Friday, September 5, 2014

Box Set Blues: Game of Thrones, Season 4

Of the long, complex and blood-dripping saga that is A Song of Ice and Fire, my favorite section is the back half of A Storm of Swords. Its a piece of writing that manages to show a huge amount of focus and discipline as it brutally dispatches characters, but more importantly storylines, that no longer serve any larger purpose, and carefully positions its surviving players on new trajectories through the narrative. A lot of stories are closed off as new ones open, and questions are answered that hang over from the A Game of Thrones, and the book closes on a promise that the series is really going to go somewhere next. And whilst there is nothing really wrong with the two novels that follow, they do feel somewhat like treading water, with little of that propulsive force. So when the TV adaptation reached this section, and having put out its most brutal moment in Series Three, how does it manage?

The short answer is that its a bit of a mixed bag, and whilst we were watching it, it took me a while to work out why. It wasn't really until "The Mountain and the Viper" that it clicked, but then I had the answer; its a show at war with the narrative that it's adapting, and I think the strain is starting to show. I'll come back to that in a minute, because its probably better to start with what is great about the series. Firstly, it's lavish to watch; importantly for a show set in a fantasy world created without any sort of budgetary constraint. The world looks and feels real, the locations are consistent, and there isn't really any of the "hey, its that quarry again!" that you often get. Immersion is key, and Game of Thrones really nails it.

Secondly, the casting remains top notch. There are a couple of exceptions, but mostly the cast leap off the page and in many cases can make a minor character leap out of the screen far more then you thought possible. It also adds nuance and depth to much of the non-POV characters that widens out the world, even as much is jettisoned due to the running time of the show vs the door-stop novel lengths. Finally, for all the problems I'm about to mention, the scripts and direction are sharp and do what they are being asked to do very effectively. But this brings us to the deeper problem, that gives me some fear for the future.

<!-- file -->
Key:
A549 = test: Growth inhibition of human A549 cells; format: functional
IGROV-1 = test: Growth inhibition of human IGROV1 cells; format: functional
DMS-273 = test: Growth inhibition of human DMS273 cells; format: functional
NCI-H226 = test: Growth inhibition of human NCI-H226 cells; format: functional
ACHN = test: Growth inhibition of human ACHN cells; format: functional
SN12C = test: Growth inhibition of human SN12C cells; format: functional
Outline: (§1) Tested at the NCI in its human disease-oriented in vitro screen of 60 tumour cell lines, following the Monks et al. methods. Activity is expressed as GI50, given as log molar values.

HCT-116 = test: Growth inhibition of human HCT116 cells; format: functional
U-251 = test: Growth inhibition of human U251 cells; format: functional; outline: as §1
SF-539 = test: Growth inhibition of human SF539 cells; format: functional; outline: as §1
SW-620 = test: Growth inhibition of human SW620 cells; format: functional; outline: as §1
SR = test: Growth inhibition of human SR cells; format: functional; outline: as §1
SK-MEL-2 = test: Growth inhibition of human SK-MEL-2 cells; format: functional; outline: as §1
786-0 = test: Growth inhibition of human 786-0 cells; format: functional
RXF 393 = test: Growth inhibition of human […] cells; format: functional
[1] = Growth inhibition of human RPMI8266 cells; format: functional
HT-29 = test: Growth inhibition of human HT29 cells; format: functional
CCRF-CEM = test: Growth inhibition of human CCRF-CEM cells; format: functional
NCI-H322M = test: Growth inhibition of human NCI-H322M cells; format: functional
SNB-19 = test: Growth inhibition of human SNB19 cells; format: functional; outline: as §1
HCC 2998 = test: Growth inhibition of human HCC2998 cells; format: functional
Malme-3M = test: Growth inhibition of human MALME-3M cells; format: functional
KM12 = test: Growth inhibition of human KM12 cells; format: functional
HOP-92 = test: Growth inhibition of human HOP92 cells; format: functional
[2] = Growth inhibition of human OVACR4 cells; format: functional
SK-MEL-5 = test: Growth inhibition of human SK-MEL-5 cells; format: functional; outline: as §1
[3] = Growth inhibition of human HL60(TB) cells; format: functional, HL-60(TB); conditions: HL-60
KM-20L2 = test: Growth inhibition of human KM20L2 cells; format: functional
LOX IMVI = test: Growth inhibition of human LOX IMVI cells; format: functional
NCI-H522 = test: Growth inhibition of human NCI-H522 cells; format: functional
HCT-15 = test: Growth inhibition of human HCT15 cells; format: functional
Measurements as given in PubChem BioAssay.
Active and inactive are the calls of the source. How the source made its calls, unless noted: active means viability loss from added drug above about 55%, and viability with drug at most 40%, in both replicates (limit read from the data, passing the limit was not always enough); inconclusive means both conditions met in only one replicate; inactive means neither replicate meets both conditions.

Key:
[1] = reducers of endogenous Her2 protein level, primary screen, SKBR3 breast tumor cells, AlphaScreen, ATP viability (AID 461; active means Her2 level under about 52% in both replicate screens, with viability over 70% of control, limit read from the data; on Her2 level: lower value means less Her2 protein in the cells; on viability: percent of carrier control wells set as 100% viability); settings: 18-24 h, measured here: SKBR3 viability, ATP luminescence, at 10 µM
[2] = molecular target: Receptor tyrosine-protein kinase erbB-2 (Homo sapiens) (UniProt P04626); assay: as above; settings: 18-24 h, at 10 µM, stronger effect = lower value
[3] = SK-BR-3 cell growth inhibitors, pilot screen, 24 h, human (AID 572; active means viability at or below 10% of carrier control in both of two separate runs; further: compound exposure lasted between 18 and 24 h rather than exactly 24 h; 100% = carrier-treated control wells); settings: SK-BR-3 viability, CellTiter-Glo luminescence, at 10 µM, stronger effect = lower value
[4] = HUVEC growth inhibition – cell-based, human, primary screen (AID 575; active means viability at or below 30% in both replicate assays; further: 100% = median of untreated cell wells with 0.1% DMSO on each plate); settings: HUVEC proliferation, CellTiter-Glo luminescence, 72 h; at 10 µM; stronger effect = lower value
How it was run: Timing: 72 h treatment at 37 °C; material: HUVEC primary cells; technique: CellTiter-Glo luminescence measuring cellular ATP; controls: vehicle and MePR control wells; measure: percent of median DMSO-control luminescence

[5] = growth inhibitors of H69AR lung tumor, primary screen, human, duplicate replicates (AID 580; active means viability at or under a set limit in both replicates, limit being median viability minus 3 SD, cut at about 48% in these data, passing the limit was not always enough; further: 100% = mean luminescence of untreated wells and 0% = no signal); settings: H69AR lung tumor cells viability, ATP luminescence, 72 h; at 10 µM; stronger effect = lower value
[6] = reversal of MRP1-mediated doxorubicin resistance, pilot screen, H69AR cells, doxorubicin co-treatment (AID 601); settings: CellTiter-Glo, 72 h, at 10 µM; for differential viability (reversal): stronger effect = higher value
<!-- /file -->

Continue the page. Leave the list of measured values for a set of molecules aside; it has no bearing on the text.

The problem with any adaption is so obvious we rarely mention it - that TV, film or text (or comics!) are all different mediums with different strengths and weaknesses. Moving from one to the other can sometimes expose these weaknesses, but also the strengths of say, television, can cause some problems, not least of which that the information that visual medium can convey is very different from text. In the first series this sort of manifested around Tyrion, who in the books sees himself as caustically witty and clever, but as this is all from an internal perspective, he could equally have been misjudged, arrogant and cruel. The TV show had to make a call on that, and thankfully we got the unstoppable awesomeness of Peter Dinkladge's performance, but you see the point.

In season four this manifests mostly around Shae. Back in season three, Shae and Tyrions's relationship is presented as much more nuanced and mutual than the book made clear, because mostly we are seeing it through Tyrions uncertain eyes. But again, the TV has to make a call on it, and the scripts played both parties very sympathetically, and let her build a relationship with Sansa along the way. Once we move into season four however, Shae's destiny is foretold, and her behavior is foretold, and suddenly her character seems to change to place where she needs to be and that complex, interesting and sad relationship is lost. Jon and Ygritte suffer a similar fate; whilst they were never going to be happy, she's a character that benefitted hugely from the jump to TV and she's pretty brutally dropped from the narrative before popping back up at the end to get fridged.

At it's best, Game of Thrones has been a show that has taken its multiple strands and, within and episode, strung them together to make thematic points even though the characters rarely interact. Increasingly, however, it can't seem to manage that, an episodes become almost like a sketch-show, dropping in on locations around Westeros with little sense of interaction between strands. And this feels driven increasingly because characters have to be at certain places at certain times for the future, rather than following the arcs that a show without this constraint would allow. Some of its strongest scenes seem to be invented for TV, changes that bring strands together directly, or give supporting players chance to shine.

Look, Game of Thrones is far from a bad show. It's a pretty great one. But in an episode like "Mockingbird", or the aforementioned "The Mountain and the Viper", you get an hour television with a big climactic event and pretty much nothing that happens in the preceding run relates to it, giving it a strange, fragmented feel that probably lends itself to binge watching. There is a fear that, unable to be free to let the reworked characters and stories run where they may, the producers instead are leaning on having a "shock moment" per episode, which no matter how well done it is, twists the narrative flow around. Despite this, I remain a fan of the show, and, knowing what is to come for many of the characters, await season five with interest.